A plan to turn parkland into a "food forest" in Lyneham, as proposed by local environment group Lyneham Commons, has been released by the ACT government for comment.
ACT Minister for Territory and Municipal Services Shane Rattenbury has thrown his support behind the plan which would see a 30-tree fruit and nut tree plantation grown behind the Lyneham Primary School next to the Sullivans Creek storm water drain.
Mr Rattenbury said the proposal was part of a wider push for more urban agricultural projects in Canberra.
"I'm very keen for there to be more urban food production in the ACT and I'm working with TAMS to make space available for these community organisations," he said.
He said the Lyneham Commons group had approached TAMS with a comprehensive proposal, which had already been canvassed with the community through such events as parties at the shops.
"Now we are out for public consultation, but given the amount of community involvement already, I would imagine a lot of people in Lyneham already know about it.
"If the proposal is supported by the wider Lyneham community, approximately 30 fruit and nut trees and complementary plants will be planted at the Lyneham site over the next couple of years," Mr Rattenbury said.
Margaret Clark, on the organising committee for the Lyneham Commons, said a "food forest" was different to an orchard as it incorporated permaculture principals.
"An orchard is monoculture whereas in a food forest each tree will have plants around it that deal with pests and support that tree," she said.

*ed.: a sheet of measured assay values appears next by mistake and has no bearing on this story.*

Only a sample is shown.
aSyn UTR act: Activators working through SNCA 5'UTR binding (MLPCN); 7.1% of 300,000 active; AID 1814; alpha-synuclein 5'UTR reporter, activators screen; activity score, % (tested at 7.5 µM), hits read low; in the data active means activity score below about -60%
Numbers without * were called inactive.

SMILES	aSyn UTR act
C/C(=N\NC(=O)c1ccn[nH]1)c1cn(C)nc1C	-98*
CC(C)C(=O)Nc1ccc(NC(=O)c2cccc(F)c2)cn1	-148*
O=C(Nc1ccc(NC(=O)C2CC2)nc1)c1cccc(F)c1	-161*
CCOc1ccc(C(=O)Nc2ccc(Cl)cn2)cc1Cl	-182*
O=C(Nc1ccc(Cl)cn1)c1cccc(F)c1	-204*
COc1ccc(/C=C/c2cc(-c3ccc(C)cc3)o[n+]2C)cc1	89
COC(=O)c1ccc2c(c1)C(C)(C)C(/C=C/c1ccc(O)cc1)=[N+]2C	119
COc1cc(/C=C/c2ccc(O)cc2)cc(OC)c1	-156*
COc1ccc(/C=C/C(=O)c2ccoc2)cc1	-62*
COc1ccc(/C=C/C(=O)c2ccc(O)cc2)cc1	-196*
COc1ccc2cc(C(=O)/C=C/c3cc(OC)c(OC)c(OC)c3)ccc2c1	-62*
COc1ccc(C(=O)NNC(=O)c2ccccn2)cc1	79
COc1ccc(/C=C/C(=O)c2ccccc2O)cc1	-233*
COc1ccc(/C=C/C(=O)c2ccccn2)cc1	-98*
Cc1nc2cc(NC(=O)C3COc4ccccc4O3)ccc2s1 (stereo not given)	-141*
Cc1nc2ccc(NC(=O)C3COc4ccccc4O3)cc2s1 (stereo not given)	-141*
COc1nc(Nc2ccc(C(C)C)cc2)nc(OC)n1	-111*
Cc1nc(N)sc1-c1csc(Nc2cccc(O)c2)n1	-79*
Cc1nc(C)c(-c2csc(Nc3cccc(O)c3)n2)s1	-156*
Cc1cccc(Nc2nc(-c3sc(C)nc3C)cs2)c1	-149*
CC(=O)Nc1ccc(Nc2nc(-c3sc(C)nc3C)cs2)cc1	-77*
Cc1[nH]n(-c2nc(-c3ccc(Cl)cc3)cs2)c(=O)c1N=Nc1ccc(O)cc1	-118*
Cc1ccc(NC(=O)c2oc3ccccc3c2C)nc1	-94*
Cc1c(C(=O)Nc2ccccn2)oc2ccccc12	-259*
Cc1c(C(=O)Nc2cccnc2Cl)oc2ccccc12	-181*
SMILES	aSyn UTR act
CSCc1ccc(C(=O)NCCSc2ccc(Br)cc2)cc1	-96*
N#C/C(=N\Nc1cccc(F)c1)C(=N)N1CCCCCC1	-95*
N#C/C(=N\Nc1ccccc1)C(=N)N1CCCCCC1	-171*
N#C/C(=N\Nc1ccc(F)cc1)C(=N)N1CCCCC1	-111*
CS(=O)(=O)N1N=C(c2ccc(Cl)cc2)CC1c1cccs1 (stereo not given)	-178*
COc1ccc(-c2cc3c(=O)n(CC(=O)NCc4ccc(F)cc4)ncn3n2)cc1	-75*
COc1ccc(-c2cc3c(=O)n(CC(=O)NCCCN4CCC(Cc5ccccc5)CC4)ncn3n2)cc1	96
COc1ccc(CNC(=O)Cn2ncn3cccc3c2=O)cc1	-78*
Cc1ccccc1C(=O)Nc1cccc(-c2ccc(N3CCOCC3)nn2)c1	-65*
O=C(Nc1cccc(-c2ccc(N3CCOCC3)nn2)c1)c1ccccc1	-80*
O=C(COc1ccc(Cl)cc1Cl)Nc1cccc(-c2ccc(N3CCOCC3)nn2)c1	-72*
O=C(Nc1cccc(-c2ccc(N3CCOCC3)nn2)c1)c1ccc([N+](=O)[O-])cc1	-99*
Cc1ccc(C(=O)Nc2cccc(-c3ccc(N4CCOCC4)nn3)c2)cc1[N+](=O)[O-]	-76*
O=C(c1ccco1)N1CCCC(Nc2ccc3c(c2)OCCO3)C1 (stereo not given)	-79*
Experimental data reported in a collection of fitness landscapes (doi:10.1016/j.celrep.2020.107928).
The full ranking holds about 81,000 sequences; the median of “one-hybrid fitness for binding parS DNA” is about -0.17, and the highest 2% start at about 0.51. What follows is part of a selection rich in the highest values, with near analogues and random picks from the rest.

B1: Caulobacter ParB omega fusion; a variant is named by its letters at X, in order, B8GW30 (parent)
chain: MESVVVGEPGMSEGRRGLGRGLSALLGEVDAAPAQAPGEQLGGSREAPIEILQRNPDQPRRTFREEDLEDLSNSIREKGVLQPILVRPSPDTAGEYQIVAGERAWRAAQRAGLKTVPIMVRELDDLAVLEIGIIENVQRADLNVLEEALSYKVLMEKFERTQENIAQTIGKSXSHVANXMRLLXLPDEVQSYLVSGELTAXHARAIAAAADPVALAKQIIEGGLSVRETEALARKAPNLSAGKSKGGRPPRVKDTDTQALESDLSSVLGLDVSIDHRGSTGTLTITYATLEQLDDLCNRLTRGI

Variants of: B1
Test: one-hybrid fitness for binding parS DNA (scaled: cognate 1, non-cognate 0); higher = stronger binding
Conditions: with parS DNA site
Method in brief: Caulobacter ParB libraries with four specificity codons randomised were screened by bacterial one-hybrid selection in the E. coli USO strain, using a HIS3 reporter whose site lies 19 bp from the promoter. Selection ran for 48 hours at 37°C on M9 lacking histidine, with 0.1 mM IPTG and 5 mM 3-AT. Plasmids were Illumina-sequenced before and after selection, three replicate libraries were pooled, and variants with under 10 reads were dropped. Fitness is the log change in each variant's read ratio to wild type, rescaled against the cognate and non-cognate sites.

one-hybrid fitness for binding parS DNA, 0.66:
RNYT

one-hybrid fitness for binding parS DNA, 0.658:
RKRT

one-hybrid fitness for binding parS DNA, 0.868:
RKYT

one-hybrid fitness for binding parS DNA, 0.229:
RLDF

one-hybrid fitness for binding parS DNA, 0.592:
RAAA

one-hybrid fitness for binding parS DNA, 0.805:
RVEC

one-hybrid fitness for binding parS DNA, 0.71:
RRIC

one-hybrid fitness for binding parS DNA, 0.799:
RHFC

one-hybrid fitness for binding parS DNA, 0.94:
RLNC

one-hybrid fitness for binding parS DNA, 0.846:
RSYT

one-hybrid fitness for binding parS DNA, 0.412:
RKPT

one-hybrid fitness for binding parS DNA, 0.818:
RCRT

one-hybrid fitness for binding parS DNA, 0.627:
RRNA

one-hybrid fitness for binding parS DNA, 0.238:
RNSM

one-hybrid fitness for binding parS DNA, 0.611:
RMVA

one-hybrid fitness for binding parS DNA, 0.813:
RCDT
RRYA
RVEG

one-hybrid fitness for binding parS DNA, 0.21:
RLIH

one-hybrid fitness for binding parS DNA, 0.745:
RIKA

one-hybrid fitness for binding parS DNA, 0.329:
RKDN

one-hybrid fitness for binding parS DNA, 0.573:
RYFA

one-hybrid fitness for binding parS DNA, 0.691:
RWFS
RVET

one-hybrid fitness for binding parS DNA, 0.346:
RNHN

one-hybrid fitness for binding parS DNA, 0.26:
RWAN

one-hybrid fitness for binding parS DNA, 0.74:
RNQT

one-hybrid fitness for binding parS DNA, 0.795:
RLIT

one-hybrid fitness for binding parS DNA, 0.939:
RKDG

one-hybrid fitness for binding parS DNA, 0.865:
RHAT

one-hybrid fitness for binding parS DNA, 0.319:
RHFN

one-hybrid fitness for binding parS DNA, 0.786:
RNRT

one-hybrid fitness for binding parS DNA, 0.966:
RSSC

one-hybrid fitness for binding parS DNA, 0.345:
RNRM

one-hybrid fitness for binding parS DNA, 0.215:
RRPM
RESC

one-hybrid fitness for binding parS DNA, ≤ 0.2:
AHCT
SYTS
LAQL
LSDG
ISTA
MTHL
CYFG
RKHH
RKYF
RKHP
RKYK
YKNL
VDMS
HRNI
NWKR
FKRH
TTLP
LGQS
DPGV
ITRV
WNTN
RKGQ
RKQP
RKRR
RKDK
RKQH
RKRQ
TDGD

Ms Clark, who has been a resident of the area since 1984, said they had been working on the proposal for 18 months.
"It's happening around the world, this use of open spaces and unused spaces for gardening.
"Some of us walk past this space and have been thinking wouldn't it be great as a garden, and others in the group had been researching permaculture and looked into food forests which become ecosystems in themselves," she said.
Ms Clark said the group's members were excited the idea was progressing.
"We want to build something that is for the Lyneham community so we are very excited that it is going out for consultation," she said.
Mr Rattenbury said the urban farm would be a first of its kind in Canberra, and would be a community effort.
"Lyneham residents will be invited to participate in the harvest and share the produce through community working bees." he said.
Community consultation closes on June 8 and depending on feedback, initial tree plantings will commence in July.
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